Bulgaria may have no evidence linking Hezbullah to Burgas attack
Bulgarian authorities have apparently not been able to connect Hezbullah to a terror attack
against an Israeli tour bus in July 2012. Five Israeli tourists and a Bulgarian bus driver were murdered in the attack. The failure to make a connection
makes it more likely that the European Union will not name a Hezbullah a designated terror organization since France will not go along with the move unless such a connection is made.
The Bulgarian Foreign Ministry on Friday denied a Channel 2 report
alleging that an investigation, set to be made public in the near
future, will link Hezbollah to the July 2012 Burgas bombing that killed
five Israeli tourists and a Bulgarian bus driver.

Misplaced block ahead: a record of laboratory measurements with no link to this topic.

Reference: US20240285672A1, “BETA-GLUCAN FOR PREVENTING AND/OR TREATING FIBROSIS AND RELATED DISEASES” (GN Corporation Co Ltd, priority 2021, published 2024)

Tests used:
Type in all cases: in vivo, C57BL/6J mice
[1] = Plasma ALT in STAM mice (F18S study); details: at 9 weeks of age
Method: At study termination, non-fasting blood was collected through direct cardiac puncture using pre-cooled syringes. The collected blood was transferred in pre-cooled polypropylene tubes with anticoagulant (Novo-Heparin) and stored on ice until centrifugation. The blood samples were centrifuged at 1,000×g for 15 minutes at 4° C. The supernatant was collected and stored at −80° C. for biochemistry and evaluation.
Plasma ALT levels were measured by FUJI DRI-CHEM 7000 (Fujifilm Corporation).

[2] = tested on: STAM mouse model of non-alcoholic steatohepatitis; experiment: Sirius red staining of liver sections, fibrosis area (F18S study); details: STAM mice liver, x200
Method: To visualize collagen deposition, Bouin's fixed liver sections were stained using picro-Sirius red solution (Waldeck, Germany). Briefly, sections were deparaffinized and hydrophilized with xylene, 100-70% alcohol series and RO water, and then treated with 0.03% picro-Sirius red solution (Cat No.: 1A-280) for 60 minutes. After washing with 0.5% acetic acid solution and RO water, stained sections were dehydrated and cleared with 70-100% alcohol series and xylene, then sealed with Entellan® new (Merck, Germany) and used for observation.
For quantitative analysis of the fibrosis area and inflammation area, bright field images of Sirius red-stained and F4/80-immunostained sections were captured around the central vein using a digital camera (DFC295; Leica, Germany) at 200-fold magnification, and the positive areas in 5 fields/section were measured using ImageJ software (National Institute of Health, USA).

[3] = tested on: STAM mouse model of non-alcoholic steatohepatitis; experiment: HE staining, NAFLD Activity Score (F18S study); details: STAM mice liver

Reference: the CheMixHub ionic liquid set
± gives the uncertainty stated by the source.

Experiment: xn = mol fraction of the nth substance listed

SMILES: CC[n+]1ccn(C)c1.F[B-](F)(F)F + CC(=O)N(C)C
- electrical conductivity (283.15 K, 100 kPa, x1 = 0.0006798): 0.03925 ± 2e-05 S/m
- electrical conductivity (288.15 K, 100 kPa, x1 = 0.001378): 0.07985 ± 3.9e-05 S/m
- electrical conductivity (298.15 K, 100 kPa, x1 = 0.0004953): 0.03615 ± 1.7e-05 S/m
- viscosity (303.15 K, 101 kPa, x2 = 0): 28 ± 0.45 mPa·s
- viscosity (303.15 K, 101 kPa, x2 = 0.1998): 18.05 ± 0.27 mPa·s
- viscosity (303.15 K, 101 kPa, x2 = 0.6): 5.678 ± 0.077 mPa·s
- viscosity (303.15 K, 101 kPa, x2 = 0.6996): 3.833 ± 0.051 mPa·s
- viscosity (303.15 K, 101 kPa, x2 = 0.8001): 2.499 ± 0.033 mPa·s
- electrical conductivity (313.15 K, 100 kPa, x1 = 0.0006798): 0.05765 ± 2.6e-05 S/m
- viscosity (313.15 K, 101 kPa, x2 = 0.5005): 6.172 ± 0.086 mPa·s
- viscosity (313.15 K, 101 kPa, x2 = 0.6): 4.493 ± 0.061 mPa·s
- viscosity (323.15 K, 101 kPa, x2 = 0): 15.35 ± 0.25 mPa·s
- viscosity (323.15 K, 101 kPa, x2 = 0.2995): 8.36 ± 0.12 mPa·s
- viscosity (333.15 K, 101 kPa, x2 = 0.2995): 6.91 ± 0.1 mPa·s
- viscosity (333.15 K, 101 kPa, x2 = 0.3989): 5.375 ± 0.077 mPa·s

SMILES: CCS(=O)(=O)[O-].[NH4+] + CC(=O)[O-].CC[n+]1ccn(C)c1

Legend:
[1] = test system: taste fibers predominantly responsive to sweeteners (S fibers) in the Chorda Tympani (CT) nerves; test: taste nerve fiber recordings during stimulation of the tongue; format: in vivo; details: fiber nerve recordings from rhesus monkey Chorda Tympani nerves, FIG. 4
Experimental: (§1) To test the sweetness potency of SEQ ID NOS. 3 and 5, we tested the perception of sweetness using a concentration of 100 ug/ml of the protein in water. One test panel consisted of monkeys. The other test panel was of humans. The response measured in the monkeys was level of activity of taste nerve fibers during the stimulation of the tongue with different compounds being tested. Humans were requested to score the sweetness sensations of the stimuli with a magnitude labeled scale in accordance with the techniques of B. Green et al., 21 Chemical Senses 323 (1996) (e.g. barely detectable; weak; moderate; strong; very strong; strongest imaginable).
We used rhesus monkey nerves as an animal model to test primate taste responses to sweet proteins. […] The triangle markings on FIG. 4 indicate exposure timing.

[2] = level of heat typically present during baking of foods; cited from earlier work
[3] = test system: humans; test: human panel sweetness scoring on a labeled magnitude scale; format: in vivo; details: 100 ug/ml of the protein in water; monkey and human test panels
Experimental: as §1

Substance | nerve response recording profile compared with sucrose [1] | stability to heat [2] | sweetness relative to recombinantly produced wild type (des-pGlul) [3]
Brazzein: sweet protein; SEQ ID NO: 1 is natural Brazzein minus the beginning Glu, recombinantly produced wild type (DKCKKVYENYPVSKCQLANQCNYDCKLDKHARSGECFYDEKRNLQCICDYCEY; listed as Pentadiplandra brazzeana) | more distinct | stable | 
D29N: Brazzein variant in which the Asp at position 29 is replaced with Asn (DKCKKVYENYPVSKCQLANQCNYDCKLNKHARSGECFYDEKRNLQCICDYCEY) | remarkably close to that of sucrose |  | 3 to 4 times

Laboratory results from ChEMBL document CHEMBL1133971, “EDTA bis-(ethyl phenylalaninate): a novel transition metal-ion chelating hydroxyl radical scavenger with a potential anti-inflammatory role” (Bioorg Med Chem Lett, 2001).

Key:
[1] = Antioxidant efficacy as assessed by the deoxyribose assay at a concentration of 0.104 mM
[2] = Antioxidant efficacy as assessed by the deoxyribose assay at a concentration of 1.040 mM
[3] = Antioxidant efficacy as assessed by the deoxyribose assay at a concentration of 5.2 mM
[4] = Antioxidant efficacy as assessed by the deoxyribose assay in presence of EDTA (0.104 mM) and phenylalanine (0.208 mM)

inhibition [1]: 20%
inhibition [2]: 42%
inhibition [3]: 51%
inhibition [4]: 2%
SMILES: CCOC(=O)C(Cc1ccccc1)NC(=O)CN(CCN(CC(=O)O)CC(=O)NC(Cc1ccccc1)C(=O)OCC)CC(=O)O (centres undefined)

The Bulgarian investigation report also states that the Europol has
successfully identified three out of the four suspected of committing
the attack, Channel 2 reported. The three allegedly entered Bulgaria
through neighboring countries using fake identifications.
Prime Minister Boyko Borisov declined to comment on the report in
Israeli media, while Yigal Palmor, spokesman for the Ministry of Foreign
Affairs, told The Jerusalem Post on Friday: "We will not make any comments before the Bulgarian government divulges its conclusions and states its position."
Bulgarian Foreign Minister Nikolai Mladenov made a surprise visit to Israel
on Thursday to brief leaders on his country's probe into the attack,
but Israeli officials remained tight-lipped about what was said in these
While Israel blamed Hezbollah and its sponsor Iran for
the attack, the Bulgarians have not yet issued their final report on the
matter, due to be released either next week or the beginning of
I'm sure they're celebrating in Paris and Dublin (another country that would prefer to see its citizens murdered rather than taking Israel's side on an issue). Aren't open borders great?
Labels: Bulgaria, designated terror organization, European Union, Hezbullah